Weak governance was a core driver of the conflict. Strengthening governance requires support to provide quality social service delivery, tackle corruption and invest in the expansion of governance at local levels. Institutional development provides opportunities to be climate sensitive. For example, local planning processes can be used to facilitate the resolution of tensions around land allocation for housing and agriculture or livestock production and to reflect changes in demographics. Building in climate assessments that integrate analysis of conflict, gender and social exclusion dynamics into planning processes can serve as an early warning system to areas most at risk from climate change.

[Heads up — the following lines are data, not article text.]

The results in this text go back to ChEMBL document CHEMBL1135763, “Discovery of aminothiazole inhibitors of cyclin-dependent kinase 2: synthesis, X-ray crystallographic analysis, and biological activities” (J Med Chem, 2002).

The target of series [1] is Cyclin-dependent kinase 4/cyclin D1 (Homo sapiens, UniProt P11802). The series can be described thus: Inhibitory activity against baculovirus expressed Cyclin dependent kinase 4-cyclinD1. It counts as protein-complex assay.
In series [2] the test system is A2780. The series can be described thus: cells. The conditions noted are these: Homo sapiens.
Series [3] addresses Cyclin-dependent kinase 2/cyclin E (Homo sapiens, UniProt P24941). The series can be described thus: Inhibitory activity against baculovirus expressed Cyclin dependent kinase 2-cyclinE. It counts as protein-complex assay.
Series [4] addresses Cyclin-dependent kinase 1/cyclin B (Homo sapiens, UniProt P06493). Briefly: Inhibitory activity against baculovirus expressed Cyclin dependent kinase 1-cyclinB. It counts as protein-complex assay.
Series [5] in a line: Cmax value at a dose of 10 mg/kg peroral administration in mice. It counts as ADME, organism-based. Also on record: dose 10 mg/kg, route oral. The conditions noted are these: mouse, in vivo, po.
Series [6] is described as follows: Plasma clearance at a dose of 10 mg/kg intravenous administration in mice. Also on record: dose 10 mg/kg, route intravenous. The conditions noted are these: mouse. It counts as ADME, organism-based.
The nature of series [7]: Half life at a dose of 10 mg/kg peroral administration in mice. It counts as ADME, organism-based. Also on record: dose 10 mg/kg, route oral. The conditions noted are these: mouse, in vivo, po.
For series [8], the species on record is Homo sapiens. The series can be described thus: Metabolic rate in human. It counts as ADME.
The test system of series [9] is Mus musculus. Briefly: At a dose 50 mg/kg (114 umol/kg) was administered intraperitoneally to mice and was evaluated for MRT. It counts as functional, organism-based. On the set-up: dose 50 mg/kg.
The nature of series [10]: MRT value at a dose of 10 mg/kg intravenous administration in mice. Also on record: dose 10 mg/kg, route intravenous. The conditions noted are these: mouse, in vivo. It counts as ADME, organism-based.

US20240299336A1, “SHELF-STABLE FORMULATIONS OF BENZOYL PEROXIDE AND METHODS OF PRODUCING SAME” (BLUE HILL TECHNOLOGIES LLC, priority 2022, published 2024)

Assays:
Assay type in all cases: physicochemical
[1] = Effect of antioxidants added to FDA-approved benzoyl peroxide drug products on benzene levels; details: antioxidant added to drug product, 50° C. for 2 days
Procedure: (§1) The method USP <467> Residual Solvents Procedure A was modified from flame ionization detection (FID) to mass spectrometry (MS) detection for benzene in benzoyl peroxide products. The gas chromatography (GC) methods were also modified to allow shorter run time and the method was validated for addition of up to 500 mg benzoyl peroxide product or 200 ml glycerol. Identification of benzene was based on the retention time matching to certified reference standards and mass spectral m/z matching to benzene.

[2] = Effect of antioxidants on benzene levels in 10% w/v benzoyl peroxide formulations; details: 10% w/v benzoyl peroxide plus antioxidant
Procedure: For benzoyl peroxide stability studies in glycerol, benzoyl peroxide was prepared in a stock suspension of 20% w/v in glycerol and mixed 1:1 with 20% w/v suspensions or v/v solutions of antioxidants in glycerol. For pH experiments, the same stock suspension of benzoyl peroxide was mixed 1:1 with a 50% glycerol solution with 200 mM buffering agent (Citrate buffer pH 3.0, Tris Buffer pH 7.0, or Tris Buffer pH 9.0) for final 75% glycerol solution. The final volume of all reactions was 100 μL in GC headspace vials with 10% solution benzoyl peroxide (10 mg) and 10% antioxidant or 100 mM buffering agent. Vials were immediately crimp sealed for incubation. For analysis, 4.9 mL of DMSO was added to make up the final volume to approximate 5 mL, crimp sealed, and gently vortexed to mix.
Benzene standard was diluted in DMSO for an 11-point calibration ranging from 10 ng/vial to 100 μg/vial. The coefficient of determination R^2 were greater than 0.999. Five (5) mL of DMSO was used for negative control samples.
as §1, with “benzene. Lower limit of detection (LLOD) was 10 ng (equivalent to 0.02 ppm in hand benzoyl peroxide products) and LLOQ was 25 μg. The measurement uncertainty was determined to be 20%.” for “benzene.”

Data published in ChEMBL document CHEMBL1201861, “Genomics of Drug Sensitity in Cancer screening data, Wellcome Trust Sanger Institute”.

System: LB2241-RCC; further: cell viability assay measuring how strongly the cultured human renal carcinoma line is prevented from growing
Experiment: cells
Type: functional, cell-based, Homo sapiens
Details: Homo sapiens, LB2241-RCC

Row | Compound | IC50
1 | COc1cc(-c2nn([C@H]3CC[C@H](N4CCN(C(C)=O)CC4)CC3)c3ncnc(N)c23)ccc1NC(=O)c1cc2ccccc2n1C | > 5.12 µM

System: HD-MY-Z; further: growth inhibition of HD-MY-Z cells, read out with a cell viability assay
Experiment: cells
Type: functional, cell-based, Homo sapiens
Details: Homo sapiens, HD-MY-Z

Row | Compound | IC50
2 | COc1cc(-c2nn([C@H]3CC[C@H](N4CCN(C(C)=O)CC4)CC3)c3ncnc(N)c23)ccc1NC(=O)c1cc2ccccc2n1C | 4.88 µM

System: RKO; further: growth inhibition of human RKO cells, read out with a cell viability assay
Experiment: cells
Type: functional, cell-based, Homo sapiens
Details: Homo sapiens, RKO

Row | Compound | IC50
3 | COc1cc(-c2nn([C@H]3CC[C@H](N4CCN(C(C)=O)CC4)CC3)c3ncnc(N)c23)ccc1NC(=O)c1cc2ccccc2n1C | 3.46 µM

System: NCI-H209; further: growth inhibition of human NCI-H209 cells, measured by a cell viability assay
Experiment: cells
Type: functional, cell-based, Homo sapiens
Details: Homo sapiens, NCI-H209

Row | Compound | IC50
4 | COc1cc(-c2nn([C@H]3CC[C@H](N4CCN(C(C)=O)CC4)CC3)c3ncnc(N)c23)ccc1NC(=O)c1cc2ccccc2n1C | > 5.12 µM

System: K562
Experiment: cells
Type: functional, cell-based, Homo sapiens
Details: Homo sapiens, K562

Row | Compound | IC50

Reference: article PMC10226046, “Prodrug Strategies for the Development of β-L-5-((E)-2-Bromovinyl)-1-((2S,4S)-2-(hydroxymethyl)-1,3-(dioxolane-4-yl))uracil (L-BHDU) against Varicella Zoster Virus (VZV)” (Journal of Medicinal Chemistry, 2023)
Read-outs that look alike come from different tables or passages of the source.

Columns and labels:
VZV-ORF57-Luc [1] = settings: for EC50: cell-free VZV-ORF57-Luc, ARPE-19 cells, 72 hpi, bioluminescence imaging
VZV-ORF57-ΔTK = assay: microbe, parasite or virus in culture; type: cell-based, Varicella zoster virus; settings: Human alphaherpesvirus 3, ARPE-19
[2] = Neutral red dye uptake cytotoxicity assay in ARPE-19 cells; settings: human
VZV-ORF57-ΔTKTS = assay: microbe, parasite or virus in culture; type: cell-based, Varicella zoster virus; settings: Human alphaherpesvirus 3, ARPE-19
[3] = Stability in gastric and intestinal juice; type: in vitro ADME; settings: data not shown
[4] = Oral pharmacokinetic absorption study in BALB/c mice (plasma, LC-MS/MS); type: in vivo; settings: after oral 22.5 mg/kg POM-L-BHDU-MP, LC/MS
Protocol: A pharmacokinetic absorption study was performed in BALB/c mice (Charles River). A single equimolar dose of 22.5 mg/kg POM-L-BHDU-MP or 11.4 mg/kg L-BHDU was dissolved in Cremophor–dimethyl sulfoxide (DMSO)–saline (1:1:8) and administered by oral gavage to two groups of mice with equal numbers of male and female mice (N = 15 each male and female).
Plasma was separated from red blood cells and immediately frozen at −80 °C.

Militarised responses have been a main tactic of governments in tackling the violence in the region so far. By and large, the result has been the continued failure to defeat armed opposition groups and achieve peace while communities around the Lake continue to suffer. A review of and shift in tactics by the various governments is required to understand how they can better combat armed opposition groups without further undermining social cohesion and livelihoods. This requires better efforts to win the ‘hearts and minds’ of affected communities through actions which promote, for example, better service provision, safe and equitable access to natural resources and access to justice.